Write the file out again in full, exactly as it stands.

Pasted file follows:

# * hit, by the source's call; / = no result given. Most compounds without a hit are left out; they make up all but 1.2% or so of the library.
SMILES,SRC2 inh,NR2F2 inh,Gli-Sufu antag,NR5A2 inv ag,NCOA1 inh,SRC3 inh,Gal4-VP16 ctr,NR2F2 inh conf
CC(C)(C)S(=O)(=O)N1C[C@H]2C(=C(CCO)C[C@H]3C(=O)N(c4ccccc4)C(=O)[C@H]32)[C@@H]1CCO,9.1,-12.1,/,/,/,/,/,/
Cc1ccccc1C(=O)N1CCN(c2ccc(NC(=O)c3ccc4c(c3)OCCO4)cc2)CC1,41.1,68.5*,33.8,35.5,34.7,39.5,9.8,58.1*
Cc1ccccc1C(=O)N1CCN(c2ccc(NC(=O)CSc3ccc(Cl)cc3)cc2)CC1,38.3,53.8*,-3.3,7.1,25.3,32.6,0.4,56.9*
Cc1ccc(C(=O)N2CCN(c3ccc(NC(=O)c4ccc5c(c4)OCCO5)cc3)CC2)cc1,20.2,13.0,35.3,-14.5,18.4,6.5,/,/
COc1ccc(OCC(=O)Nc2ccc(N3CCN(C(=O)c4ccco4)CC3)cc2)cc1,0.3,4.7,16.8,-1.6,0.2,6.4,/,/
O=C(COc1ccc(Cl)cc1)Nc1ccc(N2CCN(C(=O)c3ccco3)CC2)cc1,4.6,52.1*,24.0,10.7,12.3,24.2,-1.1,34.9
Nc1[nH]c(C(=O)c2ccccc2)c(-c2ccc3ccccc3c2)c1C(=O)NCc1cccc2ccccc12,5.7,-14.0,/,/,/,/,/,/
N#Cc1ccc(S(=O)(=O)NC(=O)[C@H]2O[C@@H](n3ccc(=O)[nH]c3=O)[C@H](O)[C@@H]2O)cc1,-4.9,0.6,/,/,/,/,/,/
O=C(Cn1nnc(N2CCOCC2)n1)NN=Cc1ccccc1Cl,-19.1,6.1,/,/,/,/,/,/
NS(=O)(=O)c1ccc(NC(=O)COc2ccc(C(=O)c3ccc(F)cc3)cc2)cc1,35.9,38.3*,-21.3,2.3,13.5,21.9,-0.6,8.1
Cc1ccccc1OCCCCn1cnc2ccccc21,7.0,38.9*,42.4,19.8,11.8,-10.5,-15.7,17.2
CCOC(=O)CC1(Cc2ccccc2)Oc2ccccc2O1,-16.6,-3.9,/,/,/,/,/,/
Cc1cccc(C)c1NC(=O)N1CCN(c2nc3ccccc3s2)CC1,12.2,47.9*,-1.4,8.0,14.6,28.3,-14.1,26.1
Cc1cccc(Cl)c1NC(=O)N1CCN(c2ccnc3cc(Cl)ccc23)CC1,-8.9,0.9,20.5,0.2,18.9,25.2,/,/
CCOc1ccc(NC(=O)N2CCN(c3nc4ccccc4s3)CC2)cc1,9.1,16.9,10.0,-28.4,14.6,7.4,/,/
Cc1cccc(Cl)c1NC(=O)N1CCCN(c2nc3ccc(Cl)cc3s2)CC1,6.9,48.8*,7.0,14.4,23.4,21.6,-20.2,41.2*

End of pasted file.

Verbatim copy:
# * hit, by the source's call; / = no result given. Most compounds without a hit are left out; they make up all but 1.2% or so of the library.
SMILES,SRC2 inh,NR2F2 inh,Gli-Sufu antag,NR5A2 inv ag,NCOA1 inh,SRC3 inh,Gal4-VP16 ctr,NR2F2 inh conf
CC(C)(C)S(=O)(=O)N1C[C@H]2C(=C(CCO)C[C@H]3C(=O)N(c4ccccc4)C(=O)[C@H]32)[C@@H]1CCO,9.1,-12.1,/,/,/,/,/,/
Cc1ccccc1C(=O)N1CCN(c2ccc(NC(=O)c3ccc4c(c3)OCCO4)cc2)CC1,41.1,68.5*,33.8,35.5,34.7,39.5,9.8,58.1*
Cc1ccccc1C(=O)N1CCN(c2ccc(NC(=O)CSc3ccc(Cl)cc3)cc2)CC1,38.3,53.8*,-3.3,7.1,25.3,32.6,0.4,56.9*
Cc1ccc(C(=O)N2CCN(c3ccc(NC(=O)c4ccc5c(c4)OCCO5)cc3)CC2)cc1,20.2,13.0,35.3,-14.5,18.4,6.5,/,/
COc1ccc(OCC(=O)Nc2ccc(N3CCN(C(=O)c4ccco4)CC3)cc2)cc1,0.3,4.7,16.8,-1.6,0.2,6.4,/,/
O=C(COc1ccc(Cl)cc1)Nc1ccc(N2CCN(C(=O)c3ccco3)CC2)cc1,4.6,52.1*,24.0,10.7,12.3,24.2,-1.1,34.9
Nc1[nH]c(C(=O)c2ccccc2)c(-c2ccc3ccccc3c2)c1C(=O)NCc1cccc2ccccc12,5.7,-14.0,/,/,/,/,/,/
N#Cc1ccc(S(=O)(=O)NC(=O)[C@H]2O[C@@H](n3ccc(=O)[nH]c3=O)[C@H](O)[C@@H]2O)cc1,-4.9,0.6,/,/,/,/,/,/
O=C(Cn1nnc(N2CCOCC2)n1)NN=Cc1ccccc1Cl,-19.1,6.1,/,/,/,/,/,/
NS(=O)(=O)c1ccc(NC(=O)COc2ccc(C(=O)c3ccc(F)cc3)cc2)cc1,35.9,38.3*,-21.3,2.3,13.5,21.9,-0.6,8.1
Cc1ccccc1OCCCCn1cnc2ccccc21,7.0,38.9*,42.4,19.8,11.8,-10.5,-15.7,17.2
CCOC(=O)CC1(Cc2ccccc2)Oc2ccccc2O1,-16.6,-3.9,/,/,/,/,/,/
Cc1cccc(C)c1NC(=O)N1CCN(c2nc3ccccc3s2)CC1,12.2,47.9*,-1.4,8.0,14.6,28.3,-14.1,26.1
Cc1cccc(Cl)c1NC(=O)N1CCN(c2ccnc3cc(Cl)ccc23)CC1,-8.9,0.9,20.5,0.2,18.9,25.2,/,/
CCOc1ccc(NC(=O)N2CCN(c3nc4ccccc4s3)CC2)cc1,9.1,16.9,10.0,-28.4,14.6,7.4,/,/
Cc1cccc(Cl)c1NC(=O)N1CCCN(c2nc3ccc(Cl)cc3s2)CC1,6.9,48.8*,7.0,14.4,23.4,21.6,-20.2,41.2*